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Homehealth and livingWhat Causes Gastroesophageal Reflux Disease (GERD)?

What Causes Gastroesophageal Reflux Disease (GERD)?

Gastroesophageal reflux disease (GERD) is a chronic disorderGastroesophageal reflux disease (GERD) is a chronic disorder

Gastroesophageal reflux disease (GERD) is a chronic disorder in which acid reflux occurs at least two times a week for several weeks. Acid reflux is a condition in which the acidic stomach contents leak back in the food pipe (esophagus) and cause heartburn.

GERD occurs when the lower esophageal sphincter (LES) is weak or relaxed. LES is present between the lower part of the esophagus and the upper part of the stomach. This sphincter works like a valve preventing the food and acid in the stomach from flowing backward up (refluxing) into the esophagus.

Factors that can weaken the LES and cause acid reflux include:

  • Increased pressure on the abdomen due to obesity or pregnancy
  • Hiatus hernia (a condition in which the upper part of the stomach moves up into the chest due to the weakening of the diaphragm)
  • Spicy foods, fried or fatty foods, and dairy products
  • Certain medicines:
  1. Calcium channel blockers (medicines that treat high blood pressure)
  2. Antihistamines (medicines for treating allergic reactions)
  3. Painkillers
  4. Sedatives (medicines that help put you to sleep)
  5. Antidepressants (medicines that treat depression)

What are the symptoms of GERD?

If you have GERD, you may experience tasting food or stomach acid in your throat.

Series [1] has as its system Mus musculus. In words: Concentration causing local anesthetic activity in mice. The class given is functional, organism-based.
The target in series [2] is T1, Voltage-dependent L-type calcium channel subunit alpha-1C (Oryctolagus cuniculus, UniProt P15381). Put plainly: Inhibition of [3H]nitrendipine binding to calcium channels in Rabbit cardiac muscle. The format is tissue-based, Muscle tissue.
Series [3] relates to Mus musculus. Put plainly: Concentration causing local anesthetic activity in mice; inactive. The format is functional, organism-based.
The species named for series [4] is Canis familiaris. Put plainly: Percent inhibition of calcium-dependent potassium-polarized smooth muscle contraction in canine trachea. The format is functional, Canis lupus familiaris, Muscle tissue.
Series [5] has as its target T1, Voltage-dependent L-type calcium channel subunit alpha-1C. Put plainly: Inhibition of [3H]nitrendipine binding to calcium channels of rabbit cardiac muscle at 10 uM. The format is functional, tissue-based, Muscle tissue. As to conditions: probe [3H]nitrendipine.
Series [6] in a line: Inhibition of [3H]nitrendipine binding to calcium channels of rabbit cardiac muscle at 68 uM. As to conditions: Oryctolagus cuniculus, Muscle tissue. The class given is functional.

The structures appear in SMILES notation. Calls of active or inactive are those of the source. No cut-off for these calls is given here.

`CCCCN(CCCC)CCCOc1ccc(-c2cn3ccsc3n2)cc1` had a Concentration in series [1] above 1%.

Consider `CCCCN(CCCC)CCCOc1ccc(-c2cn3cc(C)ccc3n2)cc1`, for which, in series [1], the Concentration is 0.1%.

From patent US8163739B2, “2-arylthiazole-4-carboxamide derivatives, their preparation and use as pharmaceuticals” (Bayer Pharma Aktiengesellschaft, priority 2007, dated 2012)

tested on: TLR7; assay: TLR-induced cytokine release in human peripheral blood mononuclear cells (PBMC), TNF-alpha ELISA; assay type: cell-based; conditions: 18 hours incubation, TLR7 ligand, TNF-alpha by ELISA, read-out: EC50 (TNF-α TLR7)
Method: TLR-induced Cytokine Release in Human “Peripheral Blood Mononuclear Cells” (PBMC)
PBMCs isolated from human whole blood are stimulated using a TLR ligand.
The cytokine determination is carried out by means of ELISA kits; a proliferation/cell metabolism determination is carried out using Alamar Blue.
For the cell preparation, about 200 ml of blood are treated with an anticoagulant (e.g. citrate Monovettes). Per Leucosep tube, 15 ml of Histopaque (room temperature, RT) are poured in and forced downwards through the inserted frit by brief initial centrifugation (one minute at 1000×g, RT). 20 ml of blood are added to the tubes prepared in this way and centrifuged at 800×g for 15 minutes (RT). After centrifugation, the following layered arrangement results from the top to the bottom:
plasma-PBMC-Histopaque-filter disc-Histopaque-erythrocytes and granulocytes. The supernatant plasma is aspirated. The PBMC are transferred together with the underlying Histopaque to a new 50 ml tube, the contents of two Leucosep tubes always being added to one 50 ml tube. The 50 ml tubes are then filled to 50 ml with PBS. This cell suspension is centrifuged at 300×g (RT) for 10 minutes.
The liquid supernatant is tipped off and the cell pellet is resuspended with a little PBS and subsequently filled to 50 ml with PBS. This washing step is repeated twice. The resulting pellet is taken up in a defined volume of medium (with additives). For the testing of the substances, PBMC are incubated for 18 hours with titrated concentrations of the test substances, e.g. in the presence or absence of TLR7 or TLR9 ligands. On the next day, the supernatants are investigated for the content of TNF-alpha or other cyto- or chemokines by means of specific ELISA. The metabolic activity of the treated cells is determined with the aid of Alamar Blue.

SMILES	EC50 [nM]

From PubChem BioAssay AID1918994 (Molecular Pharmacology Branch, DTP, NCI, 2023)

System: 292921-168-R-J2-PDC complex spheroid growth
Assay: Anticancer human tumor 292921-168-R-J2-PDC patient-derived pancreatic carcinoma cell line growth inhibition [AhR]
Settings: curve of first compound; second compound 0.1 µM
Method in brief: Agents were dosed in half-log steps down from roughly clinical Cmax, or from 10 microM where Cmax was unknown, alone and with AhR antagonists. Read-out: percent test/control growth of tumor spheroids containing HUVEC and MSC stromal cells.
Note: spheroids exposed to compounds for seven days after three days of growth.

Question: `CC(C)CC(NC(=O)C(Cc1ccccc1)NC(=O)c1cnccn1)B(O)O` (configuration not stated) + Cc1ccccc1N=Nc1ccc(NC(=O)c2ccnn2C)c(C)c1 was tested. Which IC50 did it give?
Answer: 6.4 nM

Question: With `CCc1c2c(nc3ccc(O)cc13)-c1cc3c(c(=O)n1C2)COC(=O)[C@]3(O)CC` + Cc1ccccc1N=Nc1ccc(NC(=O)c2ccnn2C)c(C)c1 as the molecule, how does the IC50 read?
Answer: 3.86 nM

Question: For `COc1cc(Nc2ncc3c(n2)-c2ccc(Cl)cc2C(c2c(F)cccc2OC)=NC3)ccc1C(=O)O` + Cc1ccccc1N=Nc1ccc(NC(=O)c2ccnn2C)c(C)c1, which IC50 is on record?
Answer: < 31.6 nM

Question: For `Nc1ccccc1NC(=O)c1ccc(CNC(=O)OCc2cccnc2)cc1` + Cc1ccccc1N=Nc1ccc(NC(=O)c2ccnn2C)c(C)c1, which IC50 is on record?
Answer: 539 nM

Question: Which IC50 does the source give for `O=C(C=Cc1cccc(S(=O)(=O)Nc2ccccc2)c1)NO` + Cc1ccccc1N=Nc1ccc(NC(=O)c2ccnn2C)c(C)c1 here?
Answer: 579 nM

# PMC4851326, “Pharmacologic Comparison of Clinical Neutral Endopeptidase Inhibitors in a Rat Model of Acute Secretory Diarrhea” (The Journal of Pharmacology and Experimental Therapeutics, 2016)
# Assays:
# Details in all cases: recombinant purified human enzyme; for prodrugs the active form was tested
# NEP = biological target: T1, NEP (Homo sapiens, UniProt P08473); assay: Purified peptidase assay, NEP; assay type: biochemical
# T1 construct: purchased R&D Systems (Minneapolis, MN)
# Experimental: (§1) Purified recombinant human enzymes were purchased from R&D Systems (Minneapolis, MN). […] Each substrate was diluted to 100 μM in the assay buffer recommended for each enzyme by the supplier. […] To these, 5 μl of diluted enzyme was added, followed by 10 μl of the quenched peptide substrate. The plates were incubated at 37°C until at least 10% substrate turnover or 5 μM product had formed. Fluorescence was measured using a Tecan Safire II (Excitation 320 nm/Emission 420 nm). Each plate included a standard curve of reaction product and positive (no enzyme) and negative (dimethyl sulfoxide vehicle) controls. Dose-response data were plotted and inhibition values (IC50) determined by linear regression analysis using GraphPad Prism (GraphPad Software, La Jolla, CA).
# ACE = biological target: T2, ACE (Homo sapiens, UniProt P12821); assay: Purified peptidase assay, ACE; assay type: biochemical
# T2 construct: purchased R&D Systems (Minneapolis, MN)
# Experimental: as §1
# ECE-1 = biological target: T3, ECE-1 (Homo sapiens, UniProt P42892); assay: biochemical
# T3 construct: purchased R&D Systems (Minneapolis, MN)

• Regular heartburn (most common symptom occurring in the middle of the chest)
  • Pain/discomfort in your chest
  • Pain/discomfort in the upper part of your abdomen
  • Nausea
  • Vomiting
  • Dysphagia (difficulty in swallowing)
  • Halitosis (bad breath)
  • Respiratory problems (throat irritation, hoarse voice, recurrent cough)

How is GERD diagnosed?

The doctor can diagnose simple acid reflux by just taking your medical history and asking for medical complaints. Dietary modifications and a few simple medications are usually sufficient to relieve the condition. If these measures fail to provide relief, your doctor may ask you to get tested for GERD. Tests for GERD include:

  • Upper gastrointestinal (GI) endoscopy and biopsy: A thin, flexible tube with a camera and a light source (endoscope) is inserted into the bowel through the mouth. This helps in visualizing the internal structure of the esophagus and stomach and look for any GERD-related changes. The doctor may cut a small piece from the esophagus or stomach (biopsy) and send it to the laboratory for examination.
  • Upper GI series: You will be told to swallow a liquid (barium compound). X-rays of your esophagus and stomach will be taken as the liquid passes through these organs.
  • Esophageal pH and impedance monitoring: These are 24-hour monitoring tests that measure the amount of food and acid reflux in your esophagus and check whether your symptoms are correlated with the reflux.
  • Bravo wireless esophageal pH monitoring: This is a 48-hour test that measures how much acid and food is refluxed in 48 hours.
  • Esophageal manometry: Your healthcare provider inserts a small flexible tube with sensors into your nose to enter your esophagus. The sensors present in the tube measure the strength of the muscles in different parts of your esophagus including the lower esophageal sphincter (LES).

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